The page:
[6] Fifth. Appellant charges error in admission of the testimony of the mother of the girls, to the effect that, immediately on arriving home, they told of their experience. She was not permitted to relate the conversation. Her testimony was kept within the rule laid down in many of our cases. State v. Myrberg, 56 Wash. 384, 105 Pac. 622; State v. Dixon, 143 Wash. 262, 255 Pac. 109.

[7] The father of the girls testified to the same effect, and also that he had made complaint to a deputy sheriff. While the fact that he had made complaint to the deputy sheriff was not competent, we fail to see how appellant could possibly have been prejudiced by the testimony. Obviously,

 Aug. 1946]          STATE v. FAIRBANKS.           691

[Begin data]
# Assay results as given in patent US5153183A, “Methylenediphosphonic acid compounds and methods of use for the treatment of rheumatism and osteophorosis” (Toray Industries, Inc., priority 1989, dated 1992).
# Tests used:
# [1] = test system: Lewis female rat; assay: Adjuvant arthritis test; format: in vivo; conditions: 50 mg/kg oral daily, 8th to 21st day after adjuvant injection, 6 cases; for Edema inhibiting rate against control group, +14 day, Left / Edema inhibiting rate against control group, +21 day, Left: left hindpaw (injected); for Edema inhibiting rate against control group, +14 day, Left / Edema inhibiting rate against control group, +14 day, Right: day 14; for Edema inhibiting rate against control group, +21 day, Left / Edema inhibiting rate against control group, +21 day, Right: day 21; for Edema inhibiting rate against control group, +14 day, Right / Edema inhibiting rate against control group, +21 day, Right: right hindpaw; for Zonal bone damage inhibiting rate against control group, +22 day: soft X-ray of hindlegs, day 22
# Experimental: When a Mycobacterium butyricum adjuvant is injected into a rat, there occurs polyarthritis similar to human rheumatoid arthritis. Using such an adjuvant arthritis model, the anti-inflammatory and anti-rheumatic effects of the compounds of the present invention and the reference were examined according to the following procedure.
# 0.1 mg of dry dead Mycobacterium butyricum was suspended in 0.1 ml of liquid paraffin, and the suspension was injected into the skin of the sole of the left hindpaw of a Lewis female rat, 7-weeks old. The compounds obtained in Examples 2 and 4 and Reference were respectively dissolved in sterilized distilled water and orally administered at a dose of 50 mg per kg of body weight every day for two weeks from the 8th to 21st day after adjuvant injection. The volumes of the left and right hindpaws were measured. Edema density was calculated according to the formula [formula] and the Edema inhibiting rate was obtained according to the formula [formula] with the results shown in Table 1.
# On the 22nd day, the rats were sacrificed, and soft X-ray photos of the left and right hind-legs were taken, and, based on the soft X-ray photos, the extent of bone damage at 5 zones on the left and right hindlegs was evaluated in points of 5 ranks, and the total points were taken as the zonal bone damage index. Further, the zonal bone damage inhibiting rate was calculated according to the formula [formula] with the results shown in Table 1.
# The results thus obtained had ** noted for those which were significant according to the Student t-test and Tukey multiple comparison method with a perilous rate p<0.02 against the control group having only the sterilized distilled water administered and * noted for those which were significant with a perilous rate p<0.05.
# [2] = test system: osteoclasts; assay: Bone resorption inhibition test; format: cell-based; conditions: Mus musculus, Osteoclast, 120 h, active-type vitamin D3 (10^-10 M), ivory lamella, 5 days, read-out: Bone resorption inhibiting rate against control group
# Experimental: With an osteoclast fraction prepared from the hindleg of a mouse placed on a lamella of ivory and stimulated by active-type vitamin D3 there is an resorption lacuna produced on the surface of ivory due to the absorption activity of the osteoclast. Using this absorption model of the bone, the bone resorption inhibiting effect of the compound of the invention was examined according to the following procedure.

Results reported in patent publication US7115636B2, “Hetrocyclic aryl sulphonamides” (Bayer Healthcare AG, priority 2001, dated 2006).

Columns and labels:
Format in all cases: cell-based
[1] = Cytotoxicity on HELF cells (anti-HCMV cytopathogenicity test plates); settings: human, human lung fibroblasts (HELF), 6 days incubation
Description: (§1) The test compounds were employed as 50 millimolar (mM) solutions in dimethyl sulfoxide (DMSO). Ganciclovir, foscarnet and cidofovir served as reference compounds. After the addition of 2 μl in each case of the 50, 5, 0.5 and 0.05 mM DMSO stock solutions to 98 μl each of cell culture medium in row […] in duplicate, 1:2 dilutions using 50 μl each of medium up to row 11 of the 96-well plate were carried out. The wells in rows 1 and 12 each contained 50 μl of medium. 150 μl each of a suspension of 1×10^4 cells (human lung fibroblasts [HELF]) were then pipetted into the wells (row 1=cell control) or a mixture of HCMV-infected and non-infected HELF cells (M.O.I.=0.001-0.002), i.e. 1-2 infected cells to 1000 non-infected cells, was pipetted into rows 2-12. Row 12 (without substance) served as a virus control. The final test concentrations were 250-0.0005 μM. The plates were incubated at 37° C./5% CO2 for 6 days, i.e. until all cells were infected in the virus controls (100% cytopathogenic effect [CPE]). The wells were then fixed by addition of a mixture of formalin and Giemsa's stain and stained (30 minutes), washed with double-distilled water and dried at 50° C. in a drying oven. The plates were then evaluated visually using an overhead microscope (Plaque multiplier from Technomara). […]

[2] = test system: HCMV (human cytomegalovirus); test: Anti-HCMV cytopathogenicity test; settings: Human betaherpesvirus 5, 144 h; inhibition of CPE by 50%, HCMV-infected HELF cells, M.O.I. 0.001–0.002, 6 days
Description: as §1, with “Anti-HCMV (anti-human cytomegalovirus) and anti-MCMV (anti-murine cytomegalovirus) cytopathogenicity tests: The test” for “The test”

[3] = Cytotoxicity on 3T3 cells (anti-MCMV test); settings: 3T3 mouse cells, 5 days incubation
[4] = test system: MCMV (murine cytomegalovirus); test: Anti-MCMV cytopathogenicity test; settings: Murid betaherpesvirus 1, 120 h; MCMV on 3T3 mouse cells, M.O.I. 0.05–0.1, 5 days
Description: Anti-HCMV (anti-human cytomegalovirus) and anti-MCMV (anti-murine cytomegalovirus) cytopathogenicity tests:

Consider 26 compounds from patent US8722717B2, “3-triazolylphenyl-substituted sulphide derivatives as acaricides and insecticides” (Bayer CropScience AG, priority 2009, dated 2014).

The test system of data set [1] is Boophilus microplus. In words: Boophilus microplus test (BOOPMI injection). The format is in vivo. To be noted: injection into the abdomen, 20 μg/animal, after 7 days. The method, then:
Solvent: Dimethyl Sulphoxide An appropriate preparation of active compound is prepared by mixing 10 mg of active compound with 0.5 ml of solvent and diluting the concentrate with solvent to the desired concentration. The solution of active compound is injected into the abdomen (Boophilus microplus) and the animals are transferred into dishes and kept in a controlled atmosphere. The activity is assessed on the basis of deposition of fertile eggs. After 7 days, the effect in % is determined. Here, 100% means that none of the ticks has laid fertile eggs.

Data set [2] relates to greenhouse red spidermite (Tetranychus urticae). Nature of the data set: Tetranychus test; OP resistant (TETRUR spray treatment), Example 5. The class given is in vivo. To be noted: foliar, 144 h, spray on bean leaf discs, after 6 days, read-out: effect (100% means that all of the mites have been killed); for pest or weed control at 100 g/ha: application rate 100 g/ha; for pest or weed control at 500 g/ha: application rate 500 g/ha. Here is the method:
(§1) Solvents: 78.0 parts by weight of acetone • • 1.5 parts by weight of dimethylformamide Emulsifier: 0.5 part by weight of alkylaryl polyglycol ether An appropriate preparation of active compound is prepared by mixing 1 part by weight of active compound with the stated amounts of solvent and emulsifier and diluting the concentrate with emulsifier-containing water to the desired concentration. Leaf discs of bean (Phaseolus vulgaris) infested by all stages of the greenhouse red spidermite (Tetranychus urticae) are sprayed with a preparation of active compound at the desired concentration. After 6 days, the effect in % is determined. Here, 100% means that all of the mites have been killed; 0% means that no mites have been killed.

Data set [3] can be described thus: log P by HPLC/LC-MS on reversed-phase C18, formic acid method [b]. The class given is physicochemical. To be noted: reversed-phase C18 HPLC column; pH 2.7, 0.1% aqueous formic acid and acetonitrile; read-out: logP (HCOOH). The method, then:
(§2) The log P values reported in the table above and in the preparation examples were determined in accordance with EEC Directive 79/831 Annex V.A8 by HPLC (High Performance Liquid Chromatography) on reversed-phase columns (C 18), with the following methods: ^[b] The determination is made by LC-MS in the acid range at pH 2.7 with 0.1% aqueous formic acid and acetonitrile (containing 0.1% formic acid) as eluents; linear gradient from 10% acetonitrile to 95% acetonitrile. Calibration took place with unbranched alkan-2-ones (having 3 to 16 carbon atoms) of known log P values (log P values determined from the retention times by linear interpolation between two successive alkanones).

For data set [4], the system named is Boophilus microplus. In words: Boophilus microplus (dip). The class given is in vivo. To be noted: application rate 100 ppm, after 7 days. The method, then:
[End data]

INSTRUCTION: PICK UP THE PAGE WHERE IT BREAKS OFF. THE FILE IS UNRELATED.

someone must have told the authorities, else the case would not have been in court.

[8] The state presented as a witness a man who had called at appellant's office while the girls were there. On redirect examination, counsel for the state tried to bring outunsuccessfully, we think that the witness thought he had been given "the rush act." If the attempt constituted error, it was invited, for, on cross-examination, counsel for appellant asked, "There was nothing out of the way as far as you could see?" To which the witness answered, "No."

Appellant complains that, in the examination of the prosecuting witnesses, the attorney for the state unduly indulged in leading questions. To this, we may say that we have seldom read a record where the prosecutor conducted his case with such scrupulous regard for the constitutional right of the defendant to a fair trial.